Here are my experiences with clothing I’ve used for training in aerial arts. The good, the bad, and the ugly.
Where I Started
I was crazy self conscious about my body in the beginning and didn’t want to wear tight fitting clothing. Before my first class I sought out information on what I should wear, hoping that it really wouldn’t matter and I could just wear something comfortable. By comfortable, I mean something loose that I felt less self conscious in. By the time I made it to my first class I had settled on wearing an almost snug t-shirt, and leggings…with a pair of shorts over them. I was still not super comfortable in this, but I accepted it because I felt that it was close enough to what others might wear that I wouldn’t stand out too much, and not so tight and revealing that it aggravated my self consciousness.
What I Learned
In general, protection is important, especially in the beginning. Protect your skin. There are a few key points where friction burns are common; including, but not limited to, armpits, elbow pits, waist, hip crease and groin, knee pits, ankles, and the tops of the feet. There’s a theme here, these are all places where the body can bend around an apparatus. Wear clothing that covers these areas; long leggings (at least mid-calf / ¾ length), avoid tank tops, and keep something long-sleeved with you, like a light weight hoodie.
With testicles, there are some other concerns with some skills. Some skills require moving parts of the apparatus from one side of the groin to the other, passing across/over the testicles. Most instructors I’ve worked with are aware of this, and can suggest alternate executions. You can also help prepare for this by wearing something that helps keep the testicles neatly out of the way. I prefer a padded dance belt. I find the padded dance belt not only accomplishes this, it also keep things in a predictable and constant location, provides more protection in that area, and helps to create a smoother surface for the times when the apparatus must pass across that area. Other people have reported good experiences with hammock style undergarments. The principal is similar; keep the external bits close to the body in a predictable and constant location during skill execution.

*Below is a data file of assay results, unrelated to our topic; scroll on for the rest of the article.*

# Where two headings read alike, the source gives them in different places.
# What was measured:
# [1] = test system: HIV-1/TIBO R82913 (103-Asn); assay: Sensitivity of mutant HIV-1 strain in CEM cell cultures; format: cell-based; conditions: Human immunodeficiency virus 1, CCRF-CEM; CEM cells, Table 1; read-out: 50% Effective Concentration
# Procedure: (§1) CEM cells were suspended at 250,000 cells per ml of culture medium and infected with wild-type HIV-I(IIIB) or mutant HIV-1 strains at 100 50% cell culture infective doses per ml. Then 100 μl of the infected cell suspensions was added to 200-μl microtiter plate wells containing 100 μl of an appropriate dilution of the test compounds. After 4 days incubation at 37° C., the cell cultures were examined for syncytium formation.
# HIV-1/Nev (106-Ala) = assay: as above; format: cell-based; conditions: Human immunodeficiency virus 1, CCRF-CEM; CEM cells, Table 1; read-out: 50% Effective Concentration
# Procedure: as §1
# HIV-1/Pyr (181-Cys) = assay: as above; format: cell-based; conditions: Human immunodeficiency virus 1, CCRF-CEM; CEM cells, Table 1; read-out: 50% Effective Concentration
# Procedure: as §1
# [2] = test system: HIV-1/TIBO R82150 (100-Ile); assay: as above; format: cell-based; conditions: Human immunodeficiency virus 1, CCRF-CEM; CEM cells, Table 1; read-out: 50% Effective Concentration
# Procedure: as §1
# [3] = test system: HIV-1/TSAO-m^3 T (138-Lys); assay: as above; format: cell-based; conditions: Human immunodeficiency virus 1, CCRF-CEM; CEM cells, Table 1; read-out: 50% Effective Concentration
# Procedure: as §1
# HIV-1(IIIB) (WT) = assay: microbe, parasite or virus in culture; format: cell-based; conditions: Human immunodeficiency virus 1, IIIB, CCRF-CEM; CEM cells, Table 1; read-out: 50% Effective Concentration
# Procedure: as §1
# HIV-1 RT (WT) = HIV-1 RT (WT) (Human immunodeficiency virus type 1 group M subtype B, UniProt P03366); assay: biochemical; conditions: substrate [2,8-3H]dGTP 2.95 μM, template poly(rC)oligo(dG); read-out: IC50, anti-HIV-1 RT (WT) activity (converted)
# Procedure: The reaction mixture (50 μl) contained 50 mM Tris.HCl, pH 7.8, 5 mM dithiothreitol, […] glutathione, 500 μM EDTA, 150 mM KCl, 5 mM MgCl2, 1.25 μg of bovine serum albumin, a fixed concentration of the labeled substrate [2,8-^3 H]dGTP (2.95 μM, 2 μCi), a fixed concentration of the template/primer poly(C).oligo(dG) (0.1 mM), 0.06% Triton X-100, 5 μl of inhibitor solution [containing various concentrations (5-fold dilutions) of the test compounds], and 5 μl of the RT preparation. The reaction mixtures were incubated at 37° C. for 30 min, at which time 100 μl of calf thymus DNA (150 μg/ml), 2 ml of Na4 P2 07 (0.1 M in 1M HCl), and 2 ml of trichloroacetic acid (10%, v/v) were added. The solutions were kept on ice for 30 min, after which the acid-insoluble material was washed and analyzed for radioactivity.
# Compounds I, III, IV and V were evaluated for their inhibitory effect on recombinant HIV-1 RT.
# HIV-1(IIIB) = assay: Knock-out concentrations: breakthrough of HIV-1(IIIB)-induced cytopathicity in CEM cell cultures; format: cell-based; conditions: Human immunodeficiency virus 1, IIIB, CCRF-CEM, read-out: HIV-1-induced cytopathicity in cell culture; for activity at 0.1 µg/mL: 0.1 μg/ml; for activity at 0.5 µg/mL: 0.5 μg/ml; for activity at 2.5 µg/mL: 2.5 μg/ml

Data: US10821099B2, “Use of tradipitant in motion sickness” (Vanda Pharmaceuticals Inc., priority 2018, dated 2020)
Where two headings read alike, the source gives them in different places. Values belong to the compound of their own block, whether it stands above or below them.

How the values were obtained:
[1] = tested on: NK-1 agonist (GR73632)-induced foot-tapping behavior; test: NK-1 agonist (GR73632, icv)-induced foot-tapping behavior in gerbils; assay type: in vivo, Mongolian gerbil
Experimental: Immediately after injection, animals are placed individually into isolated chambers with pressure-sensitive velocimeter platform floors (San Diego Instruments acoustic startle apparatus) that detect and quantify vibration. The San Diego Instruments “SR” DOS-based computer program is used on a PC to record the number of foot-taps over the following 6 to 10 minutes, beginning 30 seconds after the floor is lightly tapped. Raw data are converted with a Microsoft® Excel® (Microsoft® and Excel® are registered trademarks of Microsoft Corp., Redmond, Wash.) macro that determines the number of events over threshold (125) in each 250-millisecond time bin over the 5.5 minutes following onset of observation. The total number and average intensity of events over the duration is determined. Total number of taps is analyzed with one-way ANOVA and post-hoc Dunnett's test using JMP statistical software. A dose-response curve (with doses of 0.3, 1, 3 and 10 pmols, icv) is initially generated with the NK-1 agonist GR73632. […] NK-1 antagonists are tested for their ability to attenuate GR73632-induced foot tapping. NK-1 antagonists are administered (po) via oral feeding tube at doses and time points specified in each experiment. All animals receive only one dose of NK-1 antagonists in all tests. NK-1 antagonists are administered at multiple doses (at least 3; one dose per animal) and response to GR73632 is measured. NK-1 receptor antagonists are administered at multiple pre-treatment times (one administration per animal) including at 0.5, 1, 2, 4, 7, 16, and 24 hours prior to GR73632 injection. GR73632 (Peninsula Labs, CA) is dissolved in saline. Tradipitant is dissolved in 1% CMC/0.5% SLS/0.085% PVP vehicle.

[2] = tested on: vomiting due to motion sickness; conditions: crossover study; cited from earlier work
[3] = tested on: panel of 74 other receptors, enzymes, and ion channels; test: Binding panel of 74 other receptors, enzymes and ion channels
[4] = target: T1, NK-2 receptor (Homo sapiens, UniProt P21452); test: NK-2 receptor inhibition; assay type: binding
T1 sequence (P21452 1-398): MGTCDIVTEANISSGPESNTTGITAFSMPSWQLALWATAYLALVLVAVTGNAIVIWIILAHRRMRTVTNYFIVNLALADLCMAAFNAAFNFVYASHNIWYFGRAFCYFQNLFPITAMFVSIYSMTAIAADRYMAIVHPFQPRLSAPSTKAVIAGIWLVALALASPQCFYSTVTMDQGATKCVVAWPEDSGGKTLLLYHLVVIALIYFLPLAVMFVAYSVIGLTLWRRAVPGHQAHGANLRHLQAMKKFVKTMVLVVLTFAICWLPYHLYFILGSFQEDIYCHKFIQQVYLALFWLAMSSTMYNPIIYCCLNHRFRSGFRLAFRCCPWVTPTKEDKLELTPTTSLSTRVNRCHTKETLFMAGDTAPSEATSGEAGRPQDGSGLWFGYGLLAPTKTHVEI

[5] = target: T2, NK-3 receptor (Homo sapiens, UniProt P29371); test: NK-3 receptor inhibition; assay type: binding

Hard and Soft Apparatuses
I quickly learned that there are some things I can wear on a hard apparatus that don’t behave as well on a soft apparatus. This difference was most noticeable to me between Lyra and Aerial Fabric. Some of the more creative and ‘fun’ leggings are made of very slick fabric which offer little to no friction on Aerial Fabric, and that lack of friction was more appreciated on the hard surface of a Lyra. A high cotton blend fabric may be helpful on Lyra in the beginning. I also found that tank tops, and shorts/joggers (a bit more exposed skin) can sometimes be beneficial on hard apparatuses like Lyra and Trapeze. On Aerial Fabric this would simply lead to more friction burns.
One of the big benefits to tighter clothing when training in aerial arts is that it enables the instructor to have a better view of the muscles you are, or are not, engaging. This allows for better feedback when learning a new skill, and when troubleshooting skills. Proper muscle engagement is a huge factor in staying safe in the air. In my opinion it’s well worth the self conscious feelings to make sure that I’m getting the best feedback I can to help me stay safe.
A note on searching leggings: The biggest difference I can find between “men’s leggings” and “women’s legging” is the crotch seams. In my experience, if you’ve got appropriately supportive undergarments, this is a moot point. Ignore the “men’s” and “women’s” labels and pay more attention to the fabric blend. The seam down the middle on “women’s leggings” will be just fine, and you probably won’t even notice its existence.
So here are my suggestions:
This includes Lyra, Trapeze, and even pole. More generally tolerable of ‘typical’ workout clothes.
- Mid-calf / ¾ length leggings
- Tank tops
- Long sleeves for for some activities
Pole often requires a lot of exposed skin for friction grip against the polished metal.
- Tank top (maybe even shirtless at times)
- Biker shorts, or Booty short
This includes hammock, silks, and rope. Less tolerable of ‘typical’ workout clothes, higher chance of friction burns.
- Full length leggings
- Best to use high cotton blends
- Long sleeves for some activities